U.N. chief calls for three-day ceasefire in Sudan as thousands flee
KHARTOUM – U.N. Secretary-General Antonio Guterres appealed to Sudan’s warring factions to observe a ceasefire over the Muslim Eid al-Fitr holiday to allow civilians to reach safe areas as rival forces battled for a sixth day on Thursday.
Thousands of civilians streamed out of the capital Khartoum as gunfire and explosions sounded. Large numbers also crossed into Chad to flee fighting in the western region of Darfur.
The United States said it was sending more troops to the region in the event that it decided to evacuate its embassy in Khartoum. Guterres and senior officials from the U.S., Saudi Arabia, Qatar, Turkey and Egypt called Sudan’s army chief General Abdel Fattah al-Burhan to urge an end to violence.
More than 330 people have been killed so far in the violent power struggle which broke out last weekend between two previously allied leaders of Sudan’s ruling military junta.
The fiercest battles between the army and the paramilitary Rapid Support Forces (RSF) have been in and around Khartoum – one of Africa’s largest urban areas – and in Darfur, still scarred by a long conflict that ended three years ago.
Guterres, speaking to reporters after meeting virtually with the heads of the African Union, the Arab League and other organizations, said: “There was a strong consensus on condemning ongoing fighting in Sudan and calling for cessation of hostilities as an immediate priority”.
Urging a three-day ceasefire, he said civilians trapped in conflict zones should be allowed to escape and to seek medical treatment, food and other supplies. The United States endorsed the ceasefire proposal.
Burhan told Al Jazeera he would support a truce on condition it allowed citizens to move freely – something he said the RSF had so far prevented.
He also said he currently saw no partner for negotiations, and “no other option but the military solution”.
His rival, RSF leader General Mohamed Hamdan Dagalo, told Al Jazeera he was ready to implement a three-day truce over Eid, which marks the end of the Muslim holy month of Ramadan and will start on Friday or Saturday.
Dagalo, widely known as Hemedti, has said several times he supports short ceasefires but each has quickly collapsed.
“We are talking about a humanitarian truce, we are talking about safe passages … we are not talking about sitting down with a criminal,” Dagalo said, referring to Burhan.
Burhan accused Dagalo, until last week his deputy on the council that has ruled since a coup two years ago, of “a power grab”.
An alliance between the two men had mostly held since the overthrow four years ago of long-time strongman Omar al-Bashir, whose rule saw Sudan become an international pariah that was on the U.S. terrorism list.
The latest violence was triggered by disagreement over an internationally backed plan to form a new civilian government. Both sides accuse the other of thwarting the transition.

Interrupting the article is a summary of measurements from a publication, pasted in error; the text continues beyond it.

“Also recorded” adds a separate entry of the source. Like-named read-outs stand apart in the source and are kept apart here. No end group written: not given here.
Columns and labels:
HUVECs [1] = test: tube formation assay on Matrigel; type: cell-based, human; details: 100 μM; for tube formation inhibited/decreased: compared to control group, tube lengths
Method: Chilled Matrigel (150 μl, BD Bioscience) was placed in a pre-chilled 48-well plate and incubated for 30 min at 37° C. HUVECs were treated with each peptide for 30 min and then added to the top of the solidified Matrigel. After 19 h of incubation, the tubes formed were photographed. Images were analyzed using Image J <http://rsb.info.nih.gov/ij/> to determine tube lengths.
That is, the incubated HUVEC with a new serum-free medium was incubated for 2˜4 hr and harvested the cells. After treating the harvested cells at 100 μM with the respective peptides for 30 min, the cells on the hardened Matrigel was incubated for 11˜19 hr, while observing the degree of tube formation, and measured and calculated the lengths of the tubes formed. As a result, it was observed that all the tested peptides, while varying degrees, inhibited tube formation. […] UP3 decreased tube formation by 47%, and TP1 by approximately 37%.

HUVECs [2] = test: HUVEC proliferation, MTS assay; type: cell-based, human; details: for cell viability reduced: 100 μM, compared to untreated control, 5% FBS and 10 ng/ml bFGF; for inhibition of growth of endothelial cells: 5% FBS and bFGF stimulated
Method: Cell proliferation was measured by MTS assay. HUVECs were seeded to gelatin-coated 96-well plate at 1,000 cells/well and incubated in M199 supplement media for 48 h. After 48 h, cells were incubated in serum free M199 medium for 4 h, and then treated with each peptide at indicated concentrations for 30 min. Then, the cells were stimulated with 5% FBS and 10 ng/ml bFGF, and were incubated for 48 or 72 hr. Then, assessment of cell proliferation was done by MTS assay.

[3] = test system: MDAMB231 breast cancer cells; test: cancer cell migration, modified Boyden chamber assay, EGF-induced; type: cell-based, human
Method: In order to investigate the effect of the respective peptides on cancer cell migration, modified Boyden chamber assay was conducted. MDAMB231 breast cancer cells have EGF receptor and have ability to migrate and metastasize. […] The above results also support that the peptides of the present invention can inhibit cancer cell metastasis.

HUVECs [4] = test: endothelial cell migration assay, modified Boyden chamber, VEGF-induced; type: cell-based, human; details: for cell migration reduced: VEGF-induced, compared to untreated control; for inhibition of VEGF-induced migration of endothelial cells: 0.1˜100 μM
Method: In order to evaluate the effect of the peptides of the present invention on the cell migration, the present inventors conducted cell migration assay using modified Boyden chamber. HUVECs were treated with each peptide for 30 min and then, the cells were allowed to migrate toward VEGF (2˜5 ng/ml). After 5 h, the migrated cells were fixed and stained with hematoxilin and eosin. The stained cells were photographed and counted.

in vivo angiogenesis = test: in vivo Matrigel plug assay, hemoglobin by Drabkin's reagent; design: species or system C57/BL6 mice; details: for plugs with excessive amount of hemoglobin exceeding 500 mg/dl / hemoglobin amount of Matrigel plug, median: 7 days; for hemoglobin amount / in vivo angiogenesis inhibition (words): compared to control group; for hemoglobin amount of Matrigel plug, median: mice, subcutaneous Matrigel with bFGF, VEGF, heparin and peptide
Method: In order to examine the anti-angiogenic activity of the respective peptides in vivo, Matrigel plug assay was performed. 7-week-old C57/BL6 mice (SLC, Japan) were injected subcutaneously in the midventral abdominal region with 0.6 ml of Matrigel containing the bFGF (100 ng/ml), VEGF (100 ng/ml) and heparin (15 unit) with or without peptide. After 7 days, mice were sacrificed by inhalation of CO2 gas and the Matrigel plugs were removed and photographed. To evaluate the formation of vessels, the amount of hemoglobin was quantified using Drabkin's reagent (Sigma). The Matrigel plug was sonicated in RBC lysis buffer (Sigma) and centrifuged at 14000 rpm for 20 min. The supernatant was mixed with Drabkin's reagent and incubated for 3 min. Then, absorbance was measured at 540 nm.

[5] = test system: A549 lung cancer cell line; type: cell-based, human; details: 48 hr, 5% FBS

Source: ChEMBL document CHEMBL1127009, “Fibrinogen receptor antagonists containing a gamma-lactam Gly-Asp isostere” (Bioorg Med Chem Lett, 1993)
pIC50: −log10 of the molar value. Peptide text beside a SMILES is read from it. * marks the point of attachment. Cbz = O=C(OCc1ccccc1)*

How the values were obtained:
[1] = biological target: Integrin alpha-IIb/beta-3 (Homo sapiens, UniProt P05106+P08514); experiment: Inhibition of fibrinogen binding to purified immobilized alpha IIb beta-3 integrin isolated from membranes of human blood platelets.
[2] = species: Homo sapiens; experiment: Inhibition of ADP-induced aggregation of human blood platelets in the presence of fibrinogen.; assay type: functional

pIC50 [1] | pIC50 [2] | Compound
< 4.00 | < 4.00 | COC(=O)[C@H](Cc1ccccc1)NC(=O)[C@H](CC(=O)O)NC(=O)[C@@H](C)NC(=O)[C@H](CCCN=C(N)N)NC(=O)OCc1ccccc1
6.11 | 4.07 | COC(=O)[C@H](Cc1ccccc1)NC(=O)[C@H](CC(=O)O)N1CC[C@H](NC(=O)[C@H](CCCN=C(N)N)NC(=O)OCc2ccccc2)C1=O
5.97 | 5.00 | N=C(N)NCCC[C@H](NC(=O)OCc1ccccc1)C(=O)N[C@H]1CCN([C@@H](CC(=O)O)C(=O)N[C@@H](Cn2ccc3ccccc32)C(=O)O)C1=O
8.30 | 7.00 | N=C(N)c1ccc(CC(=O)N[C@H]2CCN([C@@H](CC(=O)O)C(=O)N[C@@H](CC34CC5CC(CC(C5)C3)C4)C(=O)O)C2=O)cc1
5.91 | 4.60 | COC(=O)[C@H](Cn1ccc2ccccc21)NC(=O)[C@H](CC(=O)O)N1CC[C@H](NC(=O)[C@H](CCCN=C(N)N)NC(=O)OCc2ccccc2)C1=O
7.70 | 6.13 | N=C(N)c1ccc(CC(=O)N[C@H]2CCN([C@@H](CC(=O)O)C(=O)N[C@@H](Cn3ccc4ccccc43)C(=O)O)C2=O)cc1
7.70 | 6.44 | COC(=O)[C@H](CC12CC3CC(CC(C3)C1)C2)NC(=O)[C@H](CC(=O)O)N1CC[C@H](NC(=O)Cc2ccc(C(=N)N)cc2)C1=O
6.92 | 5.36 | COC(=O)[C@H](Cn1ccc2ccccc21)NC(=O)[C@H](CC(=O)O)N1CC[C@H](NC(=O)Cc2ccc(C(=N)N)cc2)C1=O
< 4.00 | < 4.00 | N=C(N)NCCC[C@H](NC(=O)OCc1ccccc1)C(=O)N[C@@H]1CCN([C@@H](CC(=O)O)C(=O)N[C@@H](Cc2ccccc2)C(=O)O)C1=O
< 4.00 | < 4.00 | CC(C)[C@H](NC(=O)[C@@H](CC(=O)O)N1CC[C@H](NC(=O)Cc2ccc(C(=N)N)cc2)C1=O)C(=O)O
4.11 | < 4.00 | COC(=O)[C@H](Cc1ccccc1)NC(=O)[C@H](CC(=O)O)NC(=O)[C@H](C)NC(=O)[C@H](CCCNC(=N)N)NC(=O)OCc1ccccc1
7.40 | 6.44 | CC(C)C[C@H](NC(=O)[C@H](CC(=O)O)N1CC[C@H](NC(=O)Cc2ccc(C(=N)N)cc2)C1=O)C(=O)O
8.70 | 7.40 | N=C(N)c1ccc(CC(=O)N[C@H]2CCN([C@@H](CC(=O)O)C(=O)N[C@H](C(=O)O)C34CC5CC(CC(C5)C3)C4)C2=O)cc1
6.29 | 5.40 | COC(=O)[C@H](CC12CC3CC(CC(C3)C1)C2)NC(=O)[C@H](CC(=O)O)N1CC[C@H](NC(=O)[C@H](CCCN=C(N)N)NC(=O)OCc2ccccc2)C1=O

FIGHTING AND FLEEING
Since hostilities erupted, much of the fighting has focused on the compound housing the army headquarters and Burhan’s residence. The embassy district and airport have also been the scene of clashes.
Witnesses in the city of El-Obeid, east of Darfur, described clashes between the army and RSF troops and widespread looting.
In Khartoum and sister cities Omdurman and Bahri, residents gathered at bus terminals with suitcases after more explosions and gunfire in the morning.
“There’s no food. Supermarkets are empty. The situation isn’t safe, honestly, so people are leaving,” said a resident who gave only his first name, Abdelmalek.
Many other local people remain trapped, along with thousands of foreigners in a city that has become a war zone.
Burnt-out vehicles litter the streets and shells have torn gaping holes in buildings including now closed hospitals, where bodies lie unburied.
In Geneva, the World Health Organization urged the combatants to open a safe corridor for medics and to allow those trapped to flee.
Around 10,000 to 20,000 people escaping the fighting have taken refuge in villages along the border inside Chad, U.N. refugee agency UNHCR and the World Food Program (WFP) said.
Even before the conflict, around a quarter of Sudan’s population was facing acute hunger, but the WFP halted one of its largest global operations in the country on Saturday after three workers were killed.
Sudan borders seven countries and sits strategically between Egypt, Saudi Arabia, Ethiopia and Africa’s volatile Sahel region, so the hostilities risk fanning regional tensions.
Chad said it had stopped and disarmed a Sudanese contingent of 320 soldiers on Monday, while the RSF has returned Egyptian troops it captured at the northern Merowe base at the weekend.
The RSF has up to 100,000 troops, according to analysts. The army has artillery and war planes, and controls access to Khartoum. It appeared to be trying to cut supply routes to RSF fighters, residents and witnesses said.